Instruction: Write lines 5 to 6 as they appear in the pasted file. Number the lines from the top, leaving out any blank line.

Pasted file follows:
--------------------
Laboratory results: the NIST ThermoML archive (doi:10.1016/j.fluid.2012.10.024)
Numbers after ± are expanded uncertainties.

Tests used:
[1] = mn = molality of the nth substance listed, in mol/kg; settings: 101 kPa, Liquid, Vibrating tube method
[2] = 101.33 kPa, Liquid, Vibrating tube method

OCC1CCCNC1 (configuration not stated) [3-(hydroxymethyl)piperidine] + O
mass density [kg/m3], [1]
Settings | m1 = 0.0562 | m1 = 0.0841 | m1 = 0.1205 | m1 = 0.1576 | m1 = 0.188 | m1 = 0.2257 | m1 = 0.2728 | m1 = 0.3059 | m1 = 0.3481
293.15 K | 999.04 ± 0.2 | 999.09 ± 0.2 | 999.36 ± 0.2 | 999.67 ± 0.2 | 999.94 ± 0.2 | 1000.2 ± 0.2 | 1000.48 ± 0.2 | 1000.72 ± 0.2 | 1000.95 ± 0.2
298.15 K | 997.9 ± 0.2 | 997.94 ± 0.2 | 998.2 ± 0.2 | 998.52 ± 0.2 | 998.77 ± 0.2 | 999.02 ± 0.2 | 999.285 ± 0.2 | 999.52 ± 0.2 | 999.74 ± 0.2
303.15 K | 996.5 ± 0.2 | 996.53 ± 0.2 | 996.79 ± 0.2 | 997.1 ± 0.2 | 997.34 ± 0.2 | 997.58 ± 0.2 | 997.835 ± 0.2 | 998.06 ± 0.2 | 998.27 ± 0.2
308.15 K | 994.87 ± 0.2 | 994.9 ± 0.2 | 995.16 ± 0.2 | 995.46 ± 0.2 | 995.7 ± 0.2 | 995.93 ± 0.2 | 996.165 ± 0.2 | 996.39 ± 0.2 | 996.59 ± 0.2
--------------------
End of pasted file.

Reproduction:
[2] = 101.33 kPa, Liquid, Vibrating tube method

OCC1CCCNC1 (configuration not stated) [3-(hydroxymethyl)piperidine] + O